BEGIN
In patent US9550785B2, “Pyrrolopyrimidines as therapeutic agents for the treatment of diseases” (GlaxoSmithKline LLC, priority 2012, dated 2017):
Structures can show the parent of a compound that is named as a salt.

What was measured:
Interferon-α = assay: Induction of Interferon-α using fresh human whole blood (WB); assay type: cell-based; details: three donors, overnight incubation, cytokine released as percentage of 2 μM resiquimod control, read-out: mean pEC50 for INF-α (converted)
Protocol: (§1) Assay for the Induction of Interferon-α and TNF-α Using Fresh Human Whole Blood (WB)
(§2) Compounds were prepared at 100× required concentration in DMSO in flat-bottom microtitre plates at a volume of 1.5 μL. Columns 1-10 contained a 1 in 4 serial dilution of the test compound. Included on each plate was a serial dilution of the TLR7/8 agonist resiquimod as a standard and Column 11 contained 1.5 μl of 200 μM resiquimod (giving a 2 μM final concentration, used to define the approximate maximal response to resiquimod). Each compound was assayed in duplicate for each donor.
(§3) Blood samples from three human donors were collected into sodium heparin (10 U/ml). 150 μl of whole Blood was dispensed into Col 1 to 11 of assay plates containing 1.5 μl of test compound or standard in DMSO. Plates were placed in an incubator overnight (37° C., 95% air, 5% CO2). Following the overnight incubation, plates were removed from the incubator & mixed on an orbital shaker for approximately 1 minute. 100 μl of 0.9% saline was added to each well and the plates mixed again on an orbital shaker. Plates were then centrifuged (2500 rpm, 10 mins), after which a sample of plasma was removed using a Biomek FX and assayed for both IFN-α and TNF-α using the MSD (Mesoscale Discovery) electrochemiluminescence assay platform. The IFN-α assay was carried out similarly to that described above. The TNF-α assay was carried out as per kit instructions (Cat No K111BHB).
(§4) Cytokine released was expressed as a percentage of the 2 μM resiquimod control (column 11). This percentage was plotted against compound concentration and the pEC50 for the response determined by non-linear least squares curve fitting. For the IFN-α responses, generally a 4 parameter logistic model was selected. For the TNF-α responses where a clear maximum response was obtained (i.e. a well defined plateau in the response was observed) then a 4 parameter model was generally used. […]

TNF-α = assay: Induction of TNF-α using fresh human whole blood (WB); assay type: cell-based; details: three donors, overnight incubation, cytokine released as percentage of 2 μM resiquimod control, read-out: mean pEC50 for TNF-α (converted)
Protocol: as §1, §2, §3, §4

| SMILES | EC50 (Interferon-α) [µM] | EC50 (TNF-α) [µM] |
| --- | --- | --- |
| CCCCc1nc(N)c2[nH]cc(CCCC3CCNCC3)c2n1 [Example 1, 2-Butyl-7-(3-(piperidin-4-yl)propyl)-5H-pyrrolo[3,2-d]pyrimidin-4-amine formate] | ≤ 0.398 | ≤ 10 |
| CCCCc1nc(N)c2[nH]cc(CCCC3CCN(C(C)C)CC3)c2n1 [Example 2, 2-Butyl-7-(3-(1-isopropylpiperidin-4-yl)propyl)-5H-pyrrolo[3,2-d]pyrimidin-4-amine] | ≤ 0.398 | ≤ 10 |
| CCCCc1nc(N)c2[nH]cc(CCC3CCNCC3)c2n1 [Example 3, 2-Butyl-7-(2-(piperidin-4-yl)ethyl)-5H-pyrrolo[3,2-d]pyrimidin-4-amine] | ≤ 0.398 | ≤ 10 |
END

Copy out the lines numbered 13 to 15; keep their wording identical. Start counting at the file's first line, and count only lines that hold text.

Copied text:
| CCCCc1nc(N)c2[nH]cc(CCCC3CCNCC3)c2n1 [Example 1, 2-Butyl-7-(3-(piperidin-4-yl)propyl)-5H-pyrrolo[3,2-d]pyrimidin-4-amine formate] | ≤ 0.398 | ≤ 10 |
| CCCCc1nc(N)c2[nH]cc(CCCC3CCN(C(C)C)CC3)c2n1 [Example 2, 2-Butyl-7-(3-(1-isopropylpiperidin-4-yl)propyl)-5H-pyrrolo[3,2-d]pyrimidin-4-amine] | ≤ 0.398 | ≤ 10 |
| CCCCc1nc(N)c2[nH]cc(CCC3CCNCC3)c2n1 [Example 3, 2-Butyl-7-(2-(piperidin-4-yl)ethyl)-5H-pyrrolo[3,2-d]pyrimidin-4-amine] | ≤ 0.398 | ≤ 10 |